7 EDO is exactly like the major scale in that it corresponds to the naturals on the staff except that unlike 5 edo, all the lines and spaces pitches are used. This means we can
assume that these pitches are tuned roughly to 7 EDO without the need of small accidental signs for the natural scale. However when we get to 9 EDO, something interesting happens...
9 EDO has well, more than seven pitches and there are only seven pitches on the staff then it repeats. Sagittal doesn't allow to change the staff, add more lines, or other things like that. The way 9 EDO is notated is by using A CHAIN OF FIFTHS MINUS TWO :D Basically, you construct a chain of seven fifth like intervals, the remaining two are notated by adding an accidental next to them. This is where things get a little tricky but also cool.
The point of sagittal is that it has alot of symbols designed to represent TINY pitch increments for any given tuning. It's cool in that it allows flexibility to suit a user's needs. If we wanna be abstract and just give the performer a general idea of what to do or write down ideas our self, we can do that. On the other hand if we want to be very VERY precise or notate something freakin insane like 72 EDO, then we can do that too, given that it's going to be way more tricky due to higher complexity. There are literally, multiple ways to notate the same tunings in sagittal and it all depends on the person. More on that in a minute ;)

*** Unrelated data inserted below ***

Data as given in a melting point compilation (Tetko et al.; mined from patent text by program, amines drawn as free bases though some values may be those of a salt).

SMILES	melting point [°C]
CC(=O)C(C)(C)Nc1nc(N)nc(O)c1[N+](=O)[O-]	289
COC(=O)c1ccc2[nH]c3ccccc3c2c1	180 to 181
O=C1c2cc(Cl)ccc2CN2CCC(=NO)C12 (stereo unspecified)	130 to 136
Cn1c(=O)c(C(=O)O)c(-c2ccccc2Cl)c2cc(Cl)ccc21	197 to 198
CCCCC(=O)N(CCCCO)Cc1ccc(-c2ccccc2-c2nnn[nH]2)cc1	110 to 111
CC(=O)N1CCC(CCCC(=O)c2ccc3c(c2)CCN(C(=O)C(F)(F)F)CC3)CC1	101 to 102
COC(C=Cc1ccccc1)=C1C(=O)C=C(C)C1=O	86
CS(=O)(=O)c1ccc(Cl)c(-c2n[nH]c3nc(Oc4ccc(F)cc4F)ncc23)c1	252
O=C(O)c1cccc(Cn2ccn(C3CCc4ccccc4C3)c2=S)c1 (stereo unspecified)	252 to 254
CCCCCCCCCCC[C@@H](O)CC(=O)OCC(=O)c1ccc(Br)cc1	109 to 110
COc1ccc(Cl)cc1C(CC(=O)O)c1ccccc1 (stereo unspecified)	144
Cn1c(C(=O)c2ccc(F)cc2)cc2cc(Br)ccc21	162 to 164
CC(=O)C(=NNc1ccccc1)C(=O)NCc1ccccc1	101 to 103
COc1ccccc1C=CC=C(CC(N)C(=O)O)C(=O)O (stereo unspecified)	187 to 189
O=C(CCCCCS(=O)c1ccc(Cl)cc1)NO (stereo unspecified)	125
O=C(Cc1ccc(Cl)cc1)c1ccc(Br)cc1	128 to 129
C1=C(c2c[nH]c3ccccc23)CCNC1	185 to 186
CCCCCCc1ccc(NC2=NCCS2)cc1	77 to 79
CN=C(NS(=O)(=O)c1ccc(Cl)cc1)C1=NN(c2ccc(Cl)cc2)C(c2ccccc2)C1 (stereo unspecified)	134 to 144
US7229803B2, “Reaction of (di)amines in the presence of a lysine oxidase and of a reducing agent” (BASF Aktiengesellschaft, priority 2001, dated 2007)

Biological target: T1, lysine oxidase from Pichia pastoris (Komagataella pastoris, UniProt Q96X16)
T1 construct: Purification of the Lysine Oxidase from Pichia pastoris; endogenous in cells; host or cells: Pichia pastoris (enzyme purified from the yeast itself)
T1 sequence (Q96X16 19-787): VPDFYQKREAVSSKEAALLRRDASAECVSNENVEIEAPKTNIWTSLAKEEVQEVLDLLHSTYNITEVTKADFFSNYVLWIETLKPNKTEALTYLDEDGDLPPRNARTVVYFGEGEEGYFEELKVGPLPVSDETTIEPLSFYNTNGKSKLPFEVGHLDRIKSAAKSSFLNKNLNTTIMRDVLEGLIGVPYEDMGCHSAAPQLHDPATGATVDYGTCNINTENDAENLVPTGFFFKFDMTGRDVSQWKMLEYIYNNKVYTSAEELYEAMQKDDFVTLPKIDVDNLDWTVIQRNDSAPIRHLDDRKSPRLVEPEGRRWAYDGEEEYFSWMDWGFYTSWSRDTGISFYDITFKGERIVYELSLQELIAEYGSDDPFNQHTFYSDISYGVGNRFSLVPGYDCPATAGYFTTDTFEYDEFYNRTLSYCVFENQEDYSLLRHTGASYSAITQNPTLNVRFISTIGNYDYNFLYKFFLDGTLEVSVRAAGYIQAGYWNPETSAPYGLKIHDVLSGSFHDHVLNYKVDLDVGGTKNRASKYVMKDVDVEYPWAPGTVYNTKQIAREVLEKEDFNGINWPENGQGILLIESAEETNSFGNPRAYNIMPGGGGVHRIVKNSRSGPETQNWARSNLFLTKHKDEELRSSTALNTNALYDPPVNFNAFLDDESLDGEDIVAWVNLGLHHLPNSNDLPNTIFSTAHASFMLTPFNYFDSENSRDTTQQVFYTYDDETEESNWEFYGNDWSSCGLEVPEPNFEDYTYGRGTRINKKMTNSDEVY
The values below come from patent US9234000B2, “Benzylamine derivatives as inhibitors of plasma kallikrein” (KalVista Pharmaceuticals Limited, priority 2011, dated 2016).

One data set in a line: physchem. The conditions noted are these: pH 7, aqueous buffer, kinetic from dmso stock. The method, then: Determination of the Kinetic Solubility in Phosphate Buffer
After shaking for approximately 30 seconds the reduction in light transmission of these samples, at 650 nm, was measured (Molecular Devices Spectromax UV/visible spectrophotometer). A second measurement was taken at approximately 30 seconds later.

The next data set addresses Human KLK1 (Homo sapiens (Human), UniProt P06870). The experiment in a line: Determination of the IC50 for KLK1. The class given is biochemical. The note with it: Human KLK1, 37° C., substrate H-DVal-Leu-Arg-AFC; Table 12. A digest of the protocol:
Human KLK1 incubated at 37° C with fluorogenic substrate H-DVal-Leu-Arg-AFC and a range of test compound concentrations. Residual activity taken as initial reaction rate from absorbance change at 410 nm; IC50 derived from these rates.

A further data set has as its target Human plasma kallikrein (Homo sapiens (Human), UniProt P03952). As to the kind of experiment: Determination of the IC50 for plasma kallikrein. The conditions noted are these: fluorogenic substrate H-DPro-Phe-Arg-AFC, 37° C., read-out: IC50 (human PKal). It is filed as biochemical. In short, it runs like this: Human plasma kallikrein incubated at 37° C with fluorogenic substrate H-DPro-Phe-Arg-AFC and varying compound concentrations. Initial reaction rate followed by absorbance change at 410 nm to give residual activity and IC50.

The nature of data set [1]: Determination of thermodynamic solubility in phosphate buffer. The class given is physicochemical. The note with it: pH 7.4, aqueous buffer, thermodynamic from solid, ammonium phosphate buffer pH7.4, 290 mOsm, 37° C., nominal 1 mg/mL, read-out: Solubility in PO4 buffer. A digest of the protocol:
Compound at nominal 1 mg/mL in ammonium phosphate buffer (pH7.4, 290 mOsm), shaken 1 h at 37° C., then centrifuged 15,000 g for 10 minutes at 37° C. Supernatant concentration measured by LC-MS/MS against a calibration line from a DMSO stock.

Accidental markings in sagittal are not absolute, the same symbol in one tuning represents a different pitch alteration than other tuning. The idea here is sagittal is based on degrees in the scale not absolute pitch difference. For example, in 12 EDO, the # sign represents a 100 cents difference BUT this sign could also be interpreted as a 1 degree of 12 EDO shift meaning potentially we can use it to indicate a one degree pitch difference in ANY TUNING!! But that doesn't really work when we have more to deal with. In 24 EDO we have quarter tones in addition to three quarter tones so how can we notate that?? We need more symbols and sagittal easily provides those.
What we have in sagittal is a tier system, accidentals that represent chromatic alterations of a given tuning. It starts large and gradually gets to finer and finer distinctions depending on how many notes you want to distinguish. The way it works is you have one accidental indicating a pitch difference of one degree and this is added on to the notes beginning where the seven fifths cycle ends. In other words if you have F C G D A E B when you get to F again, you need to use this +1 accidental. So in 12 EDO we use a # sign like this F C G D A E B F# C# G# D# A#... the cycle continues with E# but that is simply an enharmonic of the note F so it's no different in 12 EDO. We use a # sign indicating a +1 or b indicating -1, sagittal uses different signs for 12 EDO's +1 and -1 which look like this: